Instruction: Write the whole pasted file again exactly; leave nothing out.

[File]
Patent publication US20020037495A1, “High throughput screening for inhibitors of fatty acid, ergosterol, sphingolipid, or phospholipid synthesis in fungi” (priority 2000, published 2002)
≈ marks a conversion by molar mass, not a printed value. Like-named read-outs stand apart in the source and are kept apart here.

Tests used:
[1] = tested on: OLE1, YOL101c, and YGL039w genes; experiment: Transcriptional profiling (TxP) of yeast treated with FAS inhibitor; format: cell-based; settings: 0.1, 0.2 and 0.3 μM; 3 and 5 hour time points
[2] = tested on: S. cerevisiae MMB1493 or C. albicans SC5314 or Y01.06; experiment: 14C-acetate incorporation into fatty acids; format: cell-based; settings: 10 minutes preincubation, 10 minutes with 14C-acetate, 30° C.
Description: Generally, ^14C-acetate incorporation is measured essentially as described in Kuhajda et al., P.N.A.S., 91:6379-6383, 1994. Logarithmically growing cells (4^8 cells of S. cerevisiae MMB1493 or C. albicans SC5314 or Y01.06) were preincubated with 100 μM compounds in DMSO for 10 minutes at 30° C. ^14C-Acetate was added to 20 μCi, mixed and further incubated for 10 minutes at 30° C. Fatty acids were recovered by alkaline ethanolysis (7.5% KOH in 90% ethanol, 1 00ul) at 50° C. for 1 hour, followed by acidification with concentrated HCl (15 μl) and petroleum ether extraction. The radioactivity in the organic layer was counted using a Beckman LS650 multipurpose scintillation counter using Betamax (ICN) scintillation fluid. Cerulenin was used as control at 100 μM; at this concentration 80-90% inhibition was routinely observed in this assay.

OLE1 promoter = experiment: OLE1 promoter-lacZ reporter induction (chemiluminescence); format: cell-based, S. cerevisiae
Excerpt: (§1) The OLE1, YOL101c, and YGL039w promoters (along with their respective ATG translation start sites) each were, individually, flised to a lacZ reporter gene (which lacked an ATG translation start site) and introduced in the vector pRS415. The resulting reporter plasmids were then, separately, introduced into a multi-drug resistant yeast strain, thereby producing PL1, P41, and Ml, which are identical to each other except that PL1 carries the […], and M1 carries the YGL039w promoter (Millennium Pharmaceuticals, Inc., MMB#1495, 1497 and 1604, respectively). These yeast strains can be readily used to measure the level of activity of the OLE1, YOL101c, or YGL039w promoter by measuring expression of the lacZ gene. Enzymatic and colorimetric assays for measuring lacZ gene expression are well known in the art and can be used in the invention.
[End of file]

Patent publication US20020037495A1, “High throughput screening for inhibitors of fatty acid, ergosterol, sphingolipid, or phospholipid synthesis in fungi” (priority 2000, published 2002)
≈ marks a conversion by molar mass, not a printed value. Like-named read-outs stand apart in the source and are kept apart here.

Tests used:
[1] = tested on: OLE1, YOL101c, and YGL039w genes; experiment: Transcriptional profiling (TxP) of yeast treated with FAS inhibitor; format: cell-based; settings: 0.1, 0.2 and 0.3 μM; 3 and 5 hour time points
[2] = tested on: S. cerevisiae MMB1493 or C. albicans SC5314 or Y01.06; experiment: 14C-acetate incorporation into fatty acids; format: cell-based; settings: 10 minutes preincubation, 10 minutes with 14C-acetate, 30° C.
Description: Generally, ^14C-acetate incorporation is measured essentially as described in Kuhajda et al., P.N.A.S., 91:6379-6383, 1994. Logarithmically growing cells (4^8 cells of S. cerevisiae MMB1493 or C. albicans SC5314 or Y01.06) were preincubated with 100 μM compounds in DMSO for 10 minutes at 30° C. ^14C-Acetate was added to 20 μCi, mixed and further incubated for 10 minutes at 30° C. Fatty acids were recovered by alkaline ethanolysis (7.5% KOH in 90% ethanol, 1 00ul) at 50° C. for 1 hour, followed by acidification with concentrated HCl (15 μl) and petroleum ether extraction. The radioactivity in the organic layer was counted using a Beckman LS650 multipurpose scintillation counter using Betamax (ICN) scintillation fluid. Cerulenin was used as control at 100 μM; at this concentration 80-90% inhibition was routinely observed in this assay.

OLE1 promoter = experiment: OLE1 promoter-lacZ reporter induction (chemiluminescence); format: cell-based, S. cerevisiae
Excerpt: (§1) The OLE1, YOL101c, and YGL039w promoters (along with their respective ATG translation start sites) each were, individually, flised to a lacZ reporter gene (which lacked an ATG translation start site) and introduced in the vector pRS415. The resulting reporter plasmids were then, separately, introduced into a multi-drug resistant yeast strain, thereby producing PL1, P41, and Ml, which are identical to each other except that PL1 carries the […], and M1 carries the YGL039w promoter (Millennium Pharmaceuticals, Inc., MMB#1495, 1497 and 1604, respectively). These yeast strains can be readily used to measure the level of activity of the OLE1, YOL101c, or YGL039w promoter by measuring expression of the lacZ gene. Enzymatic and colorimetric assays for measuring lacZ gene expression are well known in the art and can be used in the invention.